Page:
Advances in Civil Engineering

Advances in Civil Engineering / 2018 / Article

Research Article | Open Access

Volume 2018 |Article ID 3029796 | https://doi.org/10.1155/2018/3029796

Bo-yi Hu, Xin-min Wang, Shuai Li, Jian-wen Zhao, Nyandwe Musonda Eugénie, "Stability Analysis and Confidence Level Evaluation of Backfill Mining under High and Steep Rock Slopes", Advances in Civil Engineering, vol. 2018, Article ID 3029796, 12 pages, 2018. https://doi.org/10.1155/2018/3029796

Stability Analysis and Confidence Level Evaluation of Backfill Mining under High and Steep Rock Slopes

Academic Editor: Roman Wan-Wendner
Received29 May 2018
Revised31 Aug 2018
Accepted16 Sep 2018
Published21 Oct 2018

Abstract

To extract the 6.3 million tons of high-quality phosphate resources, a stability analysis and confidence level evaluation of backfill mining under high and steep rock slopes (HSRS) were conducted using the Slide software and a Monte Carlo simulation. The geological model of HSRS was constructed based on a geotechnical investigation. A series of laboratory tests were conducted to obtain the engineering parameters of the rock mass, and the mechanism of action of the backfill mining method was analyzed. After the stability analysis, the average safety factors of HSRS for normal operation are 1.575 (backfill method) and 1.509 (open-stope method), and for seismic conditions, they are 1.470 (backfill method) and 1.380 (open-stope method). According to the confidence level evaluation, the average failure probability of HSRS by using the backfill mining method is 0.0143. The results showed that using the backfill mining method under HSRS had better seismic stability and lower potential levels of destruction than using the traditional open-stope mining method. In addition, the backfill mining method can prevent the development of a circular failure surface, reduce the destructive effect of mining to a minimum, and maintain the lower failure probability of HSRS.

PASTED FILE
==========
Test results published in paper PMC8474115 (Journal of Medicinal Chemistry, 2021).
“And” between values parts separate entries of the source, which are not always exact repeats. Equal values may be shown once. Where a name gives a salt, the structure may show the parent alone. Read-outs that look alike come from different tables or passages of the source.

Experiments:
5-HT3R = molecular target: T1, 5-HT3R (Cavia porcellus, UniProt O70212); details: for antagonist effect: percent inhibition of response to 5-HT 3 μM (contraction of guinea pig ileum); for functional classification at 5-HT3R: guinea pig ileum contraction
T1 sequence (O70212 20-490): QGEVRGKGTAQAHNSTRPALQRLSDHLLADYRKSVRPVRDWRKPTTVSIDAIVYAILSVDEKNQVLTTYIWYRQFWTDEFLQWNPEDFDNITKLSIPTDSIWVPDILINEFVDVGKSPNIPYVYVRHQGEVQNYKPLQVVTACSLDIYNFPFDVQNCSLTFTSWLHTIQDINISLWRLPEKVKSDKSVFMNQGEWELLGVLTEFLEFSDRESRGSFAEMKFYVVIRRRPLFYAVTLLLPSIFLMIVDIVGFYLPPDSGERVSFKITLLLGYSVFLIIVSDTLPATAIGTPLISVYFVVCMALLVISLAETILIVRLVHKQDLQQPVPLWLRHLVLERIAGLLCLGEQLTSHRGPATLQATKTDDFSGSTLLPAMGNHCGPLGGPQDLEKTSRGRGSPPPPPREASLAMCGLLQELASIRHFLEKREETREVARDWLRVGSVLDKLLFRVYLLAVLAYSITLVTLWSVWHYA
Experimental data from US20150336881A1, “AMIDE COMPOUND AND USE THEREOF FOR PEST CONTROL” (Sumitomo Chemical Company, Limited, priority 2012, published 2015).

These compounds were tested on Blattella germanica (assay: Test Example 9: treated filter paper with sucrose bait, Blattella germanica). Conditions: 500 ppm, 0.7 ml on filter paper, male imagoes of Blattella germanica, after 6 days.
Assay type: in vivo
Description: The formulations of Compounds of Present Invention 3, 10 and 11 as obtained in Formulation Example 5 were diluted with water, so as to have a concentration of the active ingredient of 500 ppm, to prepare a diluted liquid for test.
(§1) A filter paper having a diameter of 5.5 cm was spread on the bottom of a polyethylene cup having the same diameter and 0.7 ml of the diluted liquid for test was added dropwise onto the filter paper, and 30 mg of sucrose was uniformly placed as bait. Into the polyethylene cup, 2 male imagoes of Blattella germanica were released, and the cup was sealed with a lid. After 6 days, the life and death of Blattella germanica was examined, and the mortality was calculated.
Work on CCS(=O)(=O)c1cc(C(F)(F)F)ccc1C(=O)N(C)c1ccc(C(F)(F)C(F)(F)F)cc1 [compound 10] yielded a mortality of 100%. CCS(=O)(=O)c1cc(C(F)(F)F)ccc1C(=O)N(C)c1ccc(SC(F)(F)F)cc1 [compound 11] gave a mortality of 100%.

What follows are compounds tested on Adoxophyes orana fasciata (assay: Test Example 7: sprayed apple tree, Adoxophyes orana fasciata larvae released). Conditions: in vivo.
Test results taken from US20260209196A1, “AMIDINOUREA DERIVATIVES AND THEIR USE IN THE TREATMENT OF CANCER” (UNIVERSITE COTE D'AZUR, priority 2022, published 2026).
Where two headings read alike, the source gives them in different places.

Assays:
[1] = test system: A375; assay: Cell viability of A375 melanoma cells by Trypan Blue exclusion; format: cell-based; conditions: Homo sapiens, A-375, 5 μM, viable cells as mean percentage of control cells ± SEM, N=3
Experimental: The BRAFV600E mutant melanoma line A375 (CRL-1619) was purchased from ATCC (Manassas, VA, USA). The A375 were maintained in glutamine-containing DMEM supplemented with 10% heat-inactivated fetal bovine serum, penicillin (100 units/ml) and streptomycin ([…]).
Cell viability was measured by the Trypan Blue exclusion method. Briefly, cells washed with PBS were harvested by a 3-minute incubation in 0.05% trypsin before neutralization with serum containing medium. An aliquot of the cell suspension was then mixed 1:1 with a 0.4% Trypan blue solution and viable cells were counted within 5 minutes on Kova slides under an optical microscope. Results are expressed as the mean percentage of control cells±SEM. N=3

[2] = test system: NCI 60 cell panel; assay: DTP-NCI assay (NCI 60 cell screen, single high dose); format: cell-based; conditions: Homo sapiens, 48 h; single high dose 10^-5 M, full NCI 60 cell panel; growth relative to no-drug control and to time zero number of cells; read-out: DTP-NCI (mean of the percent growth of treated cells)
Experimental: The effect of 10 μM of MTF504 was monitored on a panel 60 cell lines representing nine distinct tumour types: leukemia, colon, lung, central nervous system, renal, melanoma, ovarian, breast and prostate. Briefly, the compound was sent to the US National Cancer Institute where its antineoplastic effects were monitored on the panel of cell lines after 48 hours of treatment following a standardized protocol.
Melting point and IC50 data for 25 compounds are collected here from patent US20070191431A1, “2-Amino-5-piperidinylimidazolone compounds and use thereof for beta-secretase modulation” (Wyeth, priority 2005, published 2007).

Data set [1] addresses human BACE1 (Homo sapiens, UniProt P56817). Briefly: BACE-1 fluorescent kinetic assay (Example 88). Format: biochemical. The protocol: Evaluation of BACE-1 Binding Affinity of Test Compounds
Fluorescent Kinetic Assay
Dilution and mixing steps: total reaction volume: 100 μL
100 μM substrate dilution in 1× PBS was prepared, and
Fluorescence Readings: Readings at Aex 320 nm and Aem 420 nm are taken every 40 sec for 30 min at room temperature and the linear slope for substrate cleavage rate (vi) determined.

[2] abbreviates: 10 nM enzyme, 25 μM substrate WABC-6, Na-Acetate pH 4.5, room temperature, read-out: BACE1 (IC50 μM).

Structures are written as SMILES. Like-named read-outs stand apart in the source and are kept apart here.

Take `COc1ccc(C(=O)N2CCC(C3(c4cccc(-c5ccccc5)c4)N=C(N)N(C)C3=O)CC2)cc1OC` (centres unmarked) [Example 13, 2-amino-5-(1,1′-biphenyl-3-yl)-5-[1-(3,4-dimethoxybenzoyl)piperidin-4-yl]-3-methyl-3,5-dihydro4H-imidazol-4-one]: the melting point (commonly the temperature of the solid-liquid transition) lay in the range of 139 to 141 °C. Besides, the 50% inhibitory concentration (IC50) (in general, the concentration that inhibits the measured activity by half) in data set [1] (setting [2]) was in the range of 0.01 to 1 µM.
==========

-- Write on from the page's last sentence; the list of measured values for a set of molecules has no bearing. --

1. Introduction

Cemented tailings backfill technology, characterized by a mixture of binding material, tailings, and water, has been widely accepted as an environmentally friendly, economical, and effective tailings disposal option for the safe management of underground mining goafs and the removal of significant tailings pollution on the surface [1, 2]. The superiority of the backfill mining method over the traditional open-stope method is shown in Figure 1, and it comprises, for example, removal of goaf hazards and prevention of surface subsidence, reduction in tailings emissions and environmental protection, pillar replacement with backfills and effective resource recovery, reduction of deep ground temperature and weakening of rock burst, etc.

The increasing demand for mineral resources has led to the gradual depletion of easily mined or abundant ore bodies. Ore bodies with poor mining conditions are then gradually being utilized and exploited. Some of these are under high and steep rock slopes (HSRS), where mining activities may decrease the slope stability, causing landslides and threatening the safety of people and properties nearby. Due to the advantage of removing the underground goaf hazards and preventing surface subsidence, the backfill mining method is widely used in complicated mining conditions, for example, mining under bodies of water, railways or highways, and buildings [35] (Table 1).


MineLocationBackground

Xinqiao pyrite mineTongling, Anhui, ChinaMining under railway and high open-pit slopes
Dongguashan copper mineTongling, Anhui, ChinaMining under villages and farmland
Baixiangshan iron mineMa’anshan, Anhui, ChinaMining under Guxi River, a branch of Yangtze
Kangjiawan lead-zinc mineChangnin, Hunan, ChinaMining under Xiang River, a branch of Yangtze
Kaiyang phosphate mineKaiyang, Guiyang, ChinaMining under highway and high rock slopes